On the other side, my Grandmother (when she was young) was an amateur actor, singer & director, and my Grandfather (who died in his 30s) was an engineer who dabbled in photography, built his own TV (1st in his neighborhood), and he and my grandmother were in several of the same community theatrical productions…

Interesting how life works.

Me, I’m an actor (blue collar types), director (of my own work), writer, singer, photographer, who loves figuring out how things work…

– Quiche Out

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Grandmother was the 3rd woman in NJ to have a driver’s license…
Grandma Dye Playbill
Signed program… 1931
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Aunt, Mother, Uncle… Christmas Picture taken by their father, my grandfather…
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Grandfather’s station…

Greatest & Happiest To You

XMAS

As the year comes to a close and we all are busy catching up with friends, attending parties, eating, shopping, flying, driving, drinking, communicating, texting…

Please, please be safe.

Drive sober.

Read texts and messages when your car is not in motion.

Travel safe.

Stay healthy.

Breathe.

Enjoy!

Hug!

And before your calendar flips to 2015, consider using the last few days of 2014 to put yourself in better positions to win next year with whatever goals you’re making for yourself.

Have the greatest & happiest of holidays!

Thank you!

– Quiche Out

That’s A Lot Of Pizzas

LotOfPizzas

“Heavy day” at the gym this AM.

I was on the leg press machine with fourteen 45-pound plates on the sled. Knocking out low rep sets, feeling good about recent workouts and my current food program, when a guy who has always been pleasant with a “hello,” leans over and says…

“That’s a lot of pizzas.”

Now, with a history of strangers saying really crappy things to me about my various weight and shape over the years, I stopped what I was doing and sternly asked…

“I’m sorry, what did you say?”

He repeated himself, but this time indicated the seven large round pizza-sized plates on each side…

“That’ a lot of pizzas.”

It was then that I realized what he meant. I smiled, made light of the heavy weight, with some self-depricating humor, and life went on…

“Well, I don’t do too many…”

What he said: “That’s a lot of pizzas”

What he meant: “That’s a lot of weight”

What I heard: “You’re fat”

After I was done with that particular set of exercise, I was still feeling a little stupid for jumping to the wrong conclusion on what he said, so I found him and took the time to apologize…

“I’m sorry, I have a history of people making fun of my weight or touching my stomach and asking when the baby is due, so when I heard “That’s a lot of pizzas” I thought you were talking about my stomach or my weight.”

He was more than apologetic, but before he could feel bad about it, I explained, that it wasn’t his choice of words, or his intention… It was my broken brain and ill-trained ears, that it was my responsibility for fixing both of them.

“It was just the opposite. I was saying how strong you were. I see you in here working your ass off all the time.”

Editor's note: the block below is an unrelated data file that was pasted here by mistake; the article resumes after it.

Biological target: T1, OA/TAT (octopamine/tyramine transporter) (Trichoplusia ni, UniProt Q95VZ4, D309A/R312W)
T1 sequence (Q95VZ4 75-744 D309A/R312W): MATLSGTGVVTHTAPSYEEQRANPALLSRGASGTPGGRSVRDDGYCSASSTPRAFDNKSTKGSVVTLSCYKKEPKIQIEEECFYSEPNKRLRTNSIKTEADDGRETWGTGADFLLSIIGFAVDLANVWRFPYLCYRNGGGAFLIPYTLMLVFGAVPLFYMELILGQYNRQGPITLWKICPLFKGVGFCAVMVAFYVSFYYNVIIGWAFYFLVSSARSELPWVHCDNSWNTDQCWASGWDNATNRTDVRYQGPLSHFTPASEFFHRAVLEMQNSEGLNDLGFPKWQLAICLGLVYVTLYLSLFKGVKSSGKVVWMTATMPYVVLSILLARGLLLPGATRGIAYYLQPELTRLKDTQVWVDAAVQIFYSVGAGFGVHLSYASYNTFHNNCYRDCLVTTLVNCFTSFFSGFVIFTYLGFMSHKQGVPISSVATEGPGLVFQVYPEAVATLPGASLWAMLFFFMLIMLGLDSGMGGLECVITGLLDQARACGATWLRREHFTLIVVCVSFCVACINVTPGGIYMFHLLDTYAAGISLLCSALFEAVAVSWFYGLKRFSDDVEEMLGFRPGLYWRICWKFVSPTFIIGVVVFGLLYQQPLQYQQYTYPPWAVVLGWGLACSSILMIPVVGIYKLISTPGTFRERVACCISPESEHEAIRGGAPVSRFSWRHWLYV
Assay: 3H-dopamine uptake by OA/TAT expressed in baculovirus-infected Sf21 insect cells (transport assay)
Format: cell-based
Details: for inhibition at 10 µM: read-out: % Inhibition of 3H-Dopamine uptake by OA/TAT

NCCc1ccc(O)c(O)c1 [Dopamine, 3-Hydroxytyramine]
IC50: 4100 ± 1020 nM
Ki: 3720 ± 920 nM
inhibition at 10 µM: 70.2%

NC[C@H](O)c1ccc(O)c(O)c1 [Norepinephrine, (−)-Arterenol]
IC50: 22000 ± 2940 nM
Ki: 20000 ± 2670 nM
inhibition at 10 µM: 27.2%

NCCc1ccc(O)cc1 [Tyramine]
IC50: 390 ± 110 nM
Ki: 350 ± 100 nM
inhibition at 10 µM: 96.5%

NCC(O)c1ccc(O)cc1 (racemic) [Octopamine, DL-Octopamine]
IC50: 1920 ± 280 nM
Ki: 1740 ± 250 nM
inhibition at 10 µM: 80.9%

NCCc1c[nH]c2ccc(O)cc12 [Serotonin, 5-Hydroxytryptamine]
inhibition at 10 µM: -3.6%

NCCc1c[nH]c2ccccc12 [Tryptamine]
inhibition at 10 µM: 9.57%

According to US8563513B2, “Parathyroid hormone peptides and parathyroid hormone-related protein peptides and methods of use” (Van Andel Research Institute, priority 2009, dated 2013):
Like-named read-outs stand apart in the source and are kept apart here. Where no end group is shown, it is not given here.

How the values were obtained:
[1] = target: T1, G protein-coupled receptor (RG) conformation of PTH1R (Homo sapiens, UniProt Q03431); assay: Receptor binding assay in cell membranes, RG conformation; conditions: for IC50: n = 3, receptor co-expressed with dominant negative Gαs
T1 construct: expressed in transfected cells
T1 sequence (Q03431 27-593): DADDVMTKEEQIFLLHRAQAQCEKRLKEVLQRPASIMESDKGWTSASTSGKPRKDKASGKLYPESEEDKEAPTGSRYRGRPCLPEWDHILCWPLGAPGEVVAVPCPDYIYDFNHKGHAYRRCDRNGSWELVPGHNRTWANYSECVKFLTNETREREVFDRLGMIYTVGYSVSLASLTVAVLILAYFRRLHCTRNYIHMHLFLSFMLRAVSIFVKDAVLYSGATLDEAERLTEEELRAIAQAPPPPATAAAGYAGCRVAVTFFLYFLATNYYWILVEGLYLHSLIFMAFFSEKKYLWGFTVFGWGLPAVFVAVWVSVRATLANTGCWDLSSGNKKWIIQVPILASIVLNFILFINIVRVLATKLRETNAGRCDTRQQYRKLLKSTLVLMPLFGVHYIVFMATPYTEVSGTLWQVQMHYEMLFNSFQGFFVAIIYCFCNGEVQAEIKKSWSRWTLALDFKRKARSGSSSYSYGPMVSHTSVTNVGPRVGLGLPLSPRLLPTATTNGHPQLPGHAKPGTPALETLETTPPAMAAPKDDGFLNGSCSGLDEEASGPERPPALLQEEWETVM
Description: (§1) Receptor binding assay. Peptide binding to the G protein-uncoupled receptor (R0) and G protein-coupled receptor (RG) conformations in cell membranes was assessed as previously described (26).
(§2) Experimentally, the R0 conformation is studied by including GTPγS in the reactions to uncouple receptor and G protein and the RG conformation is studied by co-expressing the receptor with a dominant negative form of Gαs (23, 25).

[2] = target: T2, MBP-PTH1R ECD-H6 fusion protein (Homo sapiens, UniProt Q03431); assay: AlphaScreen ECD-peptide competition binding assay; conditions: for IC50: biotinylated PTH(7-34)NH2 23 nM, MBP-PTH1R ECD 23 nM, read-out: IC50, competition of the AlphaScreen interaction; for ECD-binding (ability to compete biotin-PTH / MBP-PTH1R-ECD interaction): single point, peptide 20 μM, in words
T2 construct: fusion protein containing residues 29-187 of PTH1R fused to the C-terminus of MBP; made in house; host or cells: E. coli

Turns out he’s a really good dude, apparently himself dealing with the constant battle, dropping 38 pounds in the past six months. Man, it’s so important to not jump to conclusions, to realize that as humans we color other people’s words with our own history and experience.

After we chatted for short time we properly introduced ourselves, and he promised that the next time he sees me busting out a lot of weight he’ll say…

“That’s a lot of quiches.”

– Quiche Out

Do you have a story to share below, where your ears heard something completely different from what someone meant? Or you said something that someone took 180-degrees the wrong way?

 “I be up in the gym just working on my fitness. He’s my witness”
– Fergie

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GIVE UP? I gave up on giving up years ago.

GIVE UP

The other day I posted “GIVE UP? I gave up on giving up years ago” on my twitter feed…

In short, the reason I posted it was as a response to a response… After I mentioned something on social media about singing, a FB pal wrote and asked if I was going to give up acting.

Tonight I may have opened a door in my singing career. The future will tell. But I am flying on a cloud.

You giving up acting

GIVE UP? I gave up on giving up years ago.

 

Honestly, at this point, I don’t believe in “giving up” any more. I do however believe in out-growing. I believe in moving on. I believe in changes of focus. I believe that people find other things to be passionate about. I believe in living to fight another day. Trying other paths. I believe in determining what fits better, swimming with the current once in a while, and resting…  But “giving up,” I truly “gave up” on years ago, after having given up too many things I truly enjoyed. In each instance it was for the wrong reason, and if you don’t know the difference between “giving up” and those things I listed… It’s one word, “REGRET.”

Never “give up.” Never ever “give up.”

– Quiche Out

 

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DEMO FROM THE MENTALIST GUEST ROLE

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Cut this together for my agents to watch.

On YouTube till YOUTUBE yanks it…

On Vimeo as soon as they finish “processing it”

Public until I make it private.

– Quiche Out